It might surprise you but Android doesn’t natively support scrolling screenshots.
Yes, those long (and annoying) screenshots people share on social media every other time have actually been the result of customizations made by device makers in the various custom versions of Android they release to users with their devices.
Device makers like Samsung, for instance, have had the feature on their devices for at least 8 years now, starting with the trendsetting Galaxy S4.
Xiaomi, Oppo, Huawei, the Transsion brands (Tecno, Infinix etc) and many others have since followed up with their own takes that work just as well; meaning that for many users of Android devices around the world, it has always appeared, for at least half a decade, that Android has the feature.
For a brief moment last year, the scrolling screenshots feature was on course to making it to the platform as a native feature with the release of Android 11 as it had been included in the developer preview of Android 11 early last year only for it to not make it to the final release that started being seeded to users later that year.
This addition is part of several new features detailed in the latest beta release of Android 12, the upcoming new version of Android that is currently under public testing.
Users of Google’s Pixel devices (third, fourth and fifth generation) that are signed up to the Android 12 public beta can experience scrolling screenshots by upgrading to beta 3, which is currently rolling out.
There are no guarantees that any of the non-Pixel smartphones that are part of the Android 12 beta will be receiving beta 3 but, for users that have the beta running on those said devices, they can always check with their respective device makers for the details on the same – where we are in the know, we will share the news.
Android 12 beta 3 features
In addition to the scrolling screenshots feature, a number of new features and improvements to existing features are also making their way to Android 12, to add on to the features that we were made aware of a few months ago at Google I/O and back in February when Android 12 was announced.
One of the features that various Android device makers have been trying with varying levels of success and failure over the years has been improved on-device search. With users increasingly conscious of the data that their devices transmit to faraway services, there has never been a time where people are much more interested in finding things on their devices without having to rely on a connection. There’s also the bit about data savings, for us in Kenya and elsewhere where data prices are a concern.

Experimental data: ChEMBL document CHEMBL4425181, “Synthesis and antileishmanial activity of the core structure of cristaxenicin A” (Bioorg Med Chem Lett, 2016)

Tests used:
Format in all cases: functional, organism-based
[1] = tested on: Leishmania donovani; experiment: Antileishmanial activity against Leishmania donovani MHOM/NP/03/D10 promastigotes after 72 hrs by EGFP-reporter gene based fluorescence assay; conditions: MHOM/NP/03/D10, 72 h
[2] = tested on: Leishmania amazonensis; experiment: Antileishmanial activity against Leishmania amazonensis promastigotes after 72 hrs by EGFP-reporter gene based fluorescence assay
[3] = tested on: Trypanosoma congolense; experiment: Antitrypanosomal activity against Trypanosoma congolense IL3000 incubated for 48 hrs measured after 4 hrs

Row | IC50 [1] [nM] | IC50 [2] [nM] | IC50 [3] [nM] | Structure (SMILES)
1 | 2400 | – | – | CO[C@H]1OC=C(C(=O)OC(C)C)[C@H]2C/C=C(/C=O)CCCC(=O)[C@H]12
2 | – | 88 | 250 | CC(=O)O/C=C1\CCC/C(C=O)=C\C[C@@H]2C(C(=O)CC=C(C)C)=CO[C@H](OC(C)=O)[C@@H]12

What will make the on-device search in Android 12 something that all users should care about even though they have been using variations of the same on their devices for years, is that Google has opened up the interface that makes this possible to developers and they can bake on-device search into their apps so that, with a single search, one can access everything everywhere, including on individual non-Google non-device manufacturer apps.
Another feature that is seeing some much-deserved love is the auto-rotate function on our devices. Do we ever give it much thought and wish it became better? Personally, once I got past using basic Android devices with resource issues (RAM, processor setbacks and glitchy UIs), which, obviously, had you pausing to wait for the device to switch from portrait to landscape, I forgot all about it and only turn to it from time to time when I need it – and, it always, just works!
Not Google, though. Google is making auto-rotate better.
In Android 12 beta 3, and, hopefully, going forward, devices will use face auto-detection (thanks to the front-facing camera) to determine how one is interacting with their screen and decide if the screen should be rotated. So, those moments when you’re just lying on the couch and, all of a sudden, your device switches to landscape mode when you’re just scrolling Twitter minding your business, will be no more. The device will be able to accurately tell that you’re still in a position where that is unnecessary.
Google also says that latency, that time lag between when you switch positions and when the screen reacts to that (switching to landscape from portrait or vice-versa), has improved with a reduction of at least 25%
Fingers crossed that this, and other features highlighted here, doesn’t end up being one of those Pixel-only features.
Android 12 brings with it sweeping changes to the Android experience, including the biggest overhaul of the user interface in Android’s entire existence. Check out all the other features here.